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I’ve never been pretty. My little sister, all big brown eyes and bouncy blonde curls, looked like a baby angel; I was described as “mischievous.”

When you’re not pretty, you need to cultivate all other kinds of things to set you apart – you become funny or adventurous or sporty or – in my case – academic. I have never once been told that I am pretty by a guy. They often come around (with time) to regard me as variations on the theme of “cool”, “awesome”, “nice”, but never pretty.

Whether this is a good thing depends entirely on what you’re looking for. I am lucky to have lots of really close, wonderful male friends almost directly (in my opinion anyway) as a result of the fact that I’m not pretty, but I am nice. There wasn’t any sexual tension when we first met and there isn’t any now. I am secure in my relationships with lots of men (most of whom are also in relationships) because there is no threat. My assumption upon meeting a new guy is that he wants to be friends with me (safe bet).

For those of you who have ever watched How I Met Your Mother, you might be familiar with the Vicky Mendoza Diagonal on the Crazy-Hot Scale. For those of you who haven’t seen it (and don’t want to click on the link), it’s essentially a theory of Barney’s that a girl can be crazy, as long as she is also hot. If there is a directly proportional relationship between crazy-ness and hot-ness, you’re safe, but as soon as a girl is crazier than she is hot… Run.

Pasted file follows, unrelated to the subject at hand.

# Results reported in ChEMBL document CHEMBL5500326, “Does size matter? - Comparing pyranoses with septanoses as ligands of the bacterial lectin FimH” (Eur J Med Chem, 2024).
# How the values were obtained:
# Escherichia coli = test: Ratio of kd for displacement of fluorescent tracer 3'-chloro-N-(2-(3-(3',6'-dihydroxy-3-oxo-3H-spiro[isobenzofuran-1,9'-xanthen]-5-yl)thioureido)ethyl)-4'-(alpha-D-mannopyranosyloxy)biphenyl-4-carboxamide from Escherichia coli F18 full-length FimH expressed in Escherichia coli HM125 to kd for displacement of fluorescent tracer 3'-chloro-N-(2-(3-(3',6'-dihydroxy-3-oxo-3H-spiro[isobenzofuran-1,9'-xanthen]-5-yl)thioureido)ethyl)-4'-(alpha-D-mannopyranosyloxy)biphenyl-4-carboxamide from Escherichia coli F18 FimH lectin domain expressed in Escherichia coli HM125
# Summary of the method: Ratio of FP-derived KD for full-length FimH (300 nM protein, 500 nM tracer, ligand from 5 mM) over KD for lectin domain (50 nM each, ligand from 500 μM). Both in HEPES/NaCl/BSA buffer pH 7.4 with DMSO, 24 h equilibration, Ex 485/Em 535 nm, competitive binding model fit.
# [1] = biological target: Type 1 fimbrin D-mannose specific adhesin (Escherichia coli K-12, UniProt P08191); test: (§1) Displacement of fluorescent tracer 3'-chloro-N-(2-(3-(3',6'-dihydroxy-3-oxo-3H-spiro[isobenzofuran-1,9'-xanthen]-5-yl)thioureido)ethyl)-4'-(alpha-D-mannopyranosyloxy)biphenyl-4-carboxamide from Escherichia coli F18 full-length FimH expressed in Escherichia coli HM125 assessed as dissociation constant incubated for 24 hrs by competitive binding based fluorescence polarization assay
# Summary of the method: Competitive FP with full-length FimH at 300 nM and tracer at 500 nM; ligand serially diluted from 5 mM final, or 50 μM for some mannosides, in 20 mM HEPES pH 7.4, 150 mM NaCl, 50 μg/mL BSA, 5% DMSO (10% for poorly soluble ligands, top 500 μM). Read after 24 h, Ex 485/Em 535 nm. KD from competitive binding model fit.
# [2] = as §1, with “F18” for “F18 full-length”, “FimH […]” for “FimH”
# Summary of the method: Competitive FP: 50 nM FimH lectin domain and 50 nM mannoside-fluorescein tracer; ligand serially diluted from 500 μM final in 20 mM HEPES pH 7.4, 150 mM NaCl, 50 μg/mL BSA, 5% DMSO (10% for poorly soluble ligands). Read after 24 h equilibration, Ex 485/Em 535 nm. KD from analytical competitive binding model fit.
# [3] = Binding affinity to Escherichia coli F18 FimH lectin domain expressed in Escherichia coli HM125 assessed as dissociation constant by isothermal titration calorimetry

Now, for me, this scale doesn’t really matter all that much. I am not hot, but I’m also not crazy. I hang around the origin of the scale (I feel like this should be nicknamed The Friend Zone – for girls), but can’t help thinking that I would take being a little bit crazy if it also meant that I was a little bit hot. You’re just more likely to succeed if you’re attractive – no matter how un-crazy you might be, the net benefit of hotness is greater than the net benefit of not-craziness.

Prettier girls just have so much choice that I have just never encountered. Imagine you could find a guy attractive and he would almost certainly feel the same about you. Or you could pursue one that you like, rather than assessing what’s on offer. I’m sure prettiness has its own problems, but, from where I am sitting, this sounds like a pretty sweet deal.

– Liv